doing the work, so we have a cast system that has developed. The older, seasoned Christian has traded the building of the church for the running of the church. The younger, less-experienced Christian is building the church. This will eventually lead to its destruction. One group builds the church and another group runs the church; the commoner does the work while "their nobles put not their necks to the work of their Lord."
Every deacon ought to be a soul winner. Everyone who sings a special ought to be a soul winner. Every church officer should be a soul winner. The same people who lead in the church should build the church. There are hundreds of churches in America who have a group of nobles whom the people respect and follow while a bunch of commoners are doing the work! After a while, the church is controlled by the non-builders, and those who are building the church have no part in the running of the church. The builders become second-class citizens. No bus worker or soul winner is a second-class citizen! There should be no division between the work of the church. Every person should be a soul winner. No one has a right to lead the church who is not taking part in building the church, winning folks to Christ, building bus routes and building Sunday school classes.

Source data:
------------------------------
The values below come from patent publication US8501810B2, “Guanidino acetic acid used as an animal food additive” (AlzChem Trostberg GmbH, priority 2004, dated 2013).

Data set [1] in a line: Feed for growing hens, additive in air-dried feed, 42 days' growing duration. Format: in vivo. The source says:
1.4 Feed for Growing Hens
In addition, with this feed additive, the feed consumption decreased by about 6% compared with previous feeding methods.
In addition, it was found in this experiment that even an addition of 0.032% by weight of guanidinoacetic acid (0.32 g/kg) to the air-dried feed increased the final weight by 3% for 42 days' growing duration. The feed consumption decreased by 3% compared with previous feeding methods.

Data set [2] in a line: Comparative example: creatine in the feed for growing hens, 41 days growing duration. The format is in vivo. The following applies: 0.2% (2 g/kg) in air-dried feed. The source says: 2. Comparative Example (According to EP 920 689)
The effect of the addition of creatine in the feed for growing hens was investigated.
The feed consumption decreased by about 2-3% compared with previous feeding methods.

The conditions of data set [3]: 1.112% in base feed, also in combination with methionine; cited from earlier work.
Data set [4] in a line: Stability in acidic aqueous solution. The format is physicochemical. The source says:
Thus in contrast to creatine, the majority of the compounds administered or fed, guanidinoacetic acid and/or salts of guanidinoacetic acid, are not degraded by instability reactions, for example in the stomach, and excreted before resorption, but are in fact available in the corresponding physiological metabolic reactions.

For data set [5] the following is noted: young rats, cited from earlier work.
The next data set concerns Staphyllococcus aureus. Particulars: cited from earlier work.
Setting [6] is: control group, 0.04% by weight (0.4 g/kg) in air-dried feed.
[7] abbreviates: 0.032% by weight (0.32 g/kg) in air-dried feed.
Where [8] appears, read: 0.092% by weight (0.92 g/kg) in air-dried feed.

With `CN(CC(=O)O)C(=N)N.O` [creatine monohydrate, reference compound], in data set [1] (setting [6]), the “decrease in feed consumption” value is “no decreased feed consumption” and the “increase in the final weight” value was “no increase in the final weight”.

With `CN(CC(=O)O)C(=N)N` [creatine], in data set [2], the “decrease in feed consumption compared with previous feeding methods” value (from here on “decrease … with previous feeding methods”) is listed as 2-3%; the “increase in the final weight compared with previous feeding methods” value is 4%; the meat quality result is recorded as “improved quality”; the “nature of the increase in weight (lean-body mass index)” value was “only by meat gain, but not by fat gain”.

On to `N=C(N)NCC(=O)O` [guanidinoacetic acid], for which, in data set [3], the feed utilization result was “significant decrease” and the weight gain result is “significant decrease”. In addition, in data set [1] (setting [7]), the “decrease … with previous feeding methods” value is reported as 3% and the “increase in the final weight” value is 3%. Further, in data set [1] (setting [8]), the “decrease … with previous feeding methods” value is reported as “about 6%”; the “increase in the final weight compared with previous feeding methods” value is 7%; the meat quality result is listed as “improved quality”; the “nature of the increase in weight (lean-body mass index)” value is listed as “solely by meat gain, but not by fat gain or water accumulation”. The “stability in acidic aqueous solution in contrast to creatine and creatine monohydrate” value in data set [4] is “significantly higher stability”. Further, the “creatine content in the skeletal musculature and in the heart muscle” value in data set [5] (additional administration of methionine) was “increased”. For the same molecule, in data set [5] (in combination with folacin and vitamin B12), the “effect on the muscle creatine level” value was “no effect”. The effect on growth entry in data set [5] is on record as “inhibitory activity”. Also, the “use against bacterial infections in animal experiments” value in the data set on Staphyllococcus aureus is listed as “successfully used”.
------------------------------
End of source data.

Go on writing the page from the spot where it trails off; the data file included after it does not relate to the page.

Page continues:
Sometimes the nobles even get involved in some other project outside the church -perhaps some interdenominational organization which is a parasite off the New Testament churches. The greatest child evangelism in the world should be in the local church. The greatest youth for Christ program should be in the local church. All across this nation there are men who once built the church who have become nobles and stopped doing what they once did in soul winning, Sunday school building, passing out tracts, street preaching, etc. They have become nobles who run the church while another group builds the church.